As I write this, I’ve just LinkedIn connection request blasted my incoming colleagues from Woo – Welcome aboard, all! – and it brings front-of-mind something that I’ve been thinking about for some time; the way that we offer hospitality not just to our customers, but to our colleagues.
I’ve written before about how Hospitality and Service are different ideas, and should be thought of as different tools in a broader toolbox. Another distinction, and one that I think is even easier to miss, is the paired concepts of internally and externally directed Hospitality, and internally and externally directed Service.
The distinction between internal and external is a line drawn around your customers. Any hospitality or service efforts that are in place for the sake of your customers are external efforts. In general, this is where many people and companies stop thinking about hospitality and service – after all, it is called customer service, right?
The way that your company, your employees, treat everyone outside of the customer bubble, that is internal. That means that the way you interact with your vendors? External, both hospitality and service. Let’s talk through some examples.
Let’s say you work for a dairy company. There is a real us vs. them divide, with folks who work in the office generally behaving somewhat rudely to the delivery drivers and warehouse staff. That’s poor internal service. If that bad attitude spills over into internal systems and processes – say, forms that are difficult to use or requiring new and cumbersome busy work – that then becomes poor internal hospitality.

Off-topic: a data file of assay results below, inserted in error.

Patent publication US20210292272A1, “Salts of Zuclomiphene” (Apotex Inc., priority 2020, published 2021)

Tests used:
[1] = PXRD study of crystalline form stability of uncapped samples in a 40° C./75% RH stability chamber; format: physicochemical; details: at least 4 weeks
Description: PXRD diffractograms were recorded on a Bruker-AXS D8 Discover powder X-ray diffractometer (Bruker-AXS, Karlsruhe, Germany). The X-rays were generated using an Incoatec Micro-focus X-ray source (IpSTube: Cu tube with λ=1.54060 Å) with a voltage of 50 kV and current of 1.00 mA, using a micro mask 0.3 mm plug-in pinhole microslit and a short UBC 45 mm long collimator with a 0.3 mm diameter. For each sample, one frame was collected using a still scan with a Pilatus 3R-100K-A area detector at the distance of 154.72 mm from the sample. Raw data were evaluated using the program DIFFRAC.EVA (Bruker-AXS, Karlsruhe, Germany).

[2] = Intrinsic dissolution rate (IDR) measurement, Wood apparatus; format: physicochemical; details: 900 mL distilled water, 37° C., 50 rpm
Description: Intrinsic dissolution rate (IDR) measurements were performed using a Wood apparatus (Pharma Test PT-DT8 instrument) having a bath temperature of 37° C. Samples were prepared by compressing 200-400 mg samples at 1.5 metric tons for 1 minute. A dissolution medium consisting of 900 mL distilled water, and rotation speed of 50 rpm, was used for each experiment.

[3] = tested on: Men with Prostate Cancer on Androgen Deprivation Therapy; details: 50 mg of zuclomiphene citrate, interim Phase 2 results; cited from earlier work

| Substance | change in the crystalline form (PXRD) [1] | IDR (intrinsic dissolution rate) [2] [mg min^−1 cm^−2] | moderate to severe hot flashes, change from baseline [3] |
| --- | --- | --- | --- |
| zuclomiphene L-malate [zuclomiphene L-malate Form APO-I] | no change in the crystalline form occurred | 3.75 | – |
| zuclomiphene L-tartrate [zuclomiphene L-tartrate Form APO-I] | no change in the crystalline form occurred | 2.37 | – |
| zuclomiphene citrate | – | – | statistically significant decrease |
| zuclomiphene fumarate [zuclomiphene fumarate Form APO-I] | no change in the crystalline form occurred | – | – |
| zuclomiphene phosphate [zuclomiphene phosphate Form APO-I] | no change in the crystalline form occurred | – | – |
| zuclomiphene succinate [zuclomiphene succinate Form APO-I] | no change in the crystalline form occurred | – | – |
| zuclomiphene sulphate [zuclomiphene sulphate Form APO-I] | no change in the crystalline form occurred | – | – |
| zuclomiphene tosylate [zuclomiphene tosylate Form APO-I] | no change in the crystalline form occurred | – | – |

Let’s say you work for a top restaurant in your city. Servers are required to take ‘Kitchen Courses,’ which expose them to how the back of house staff work, and in turn spending time with the servers improves the kitchen’s understanding of the stresses of the serving floor. The interactions between the two teams are considerate and generous – excellent internal service. However, the company has a strict no-side-jobs culture, strongly discouraging employees from pursuing employment elsewhere – I’d argue that is pretty poor internal hospitality.
Let’s say you work at a small software startup. Your software is hugely popular, and you’re hiring staff as quickly as you can. These new folks are onboarded into a highly collegial and tight-knit community that is happy to have them (good service), but the administrative, HR and process debt is adding up, meaning that the internal tools that do exist are shoddy and poorly maintained, and the company is weeks behind on 401K paperwork – poor internal hospitality.
I would argue that not only is there more to hospitality than your customer facing efforts, I would also argue that, of the people to whom you want to offer outstanding hospitality and service, your customers should be the last in line. But that’s a topic for another time.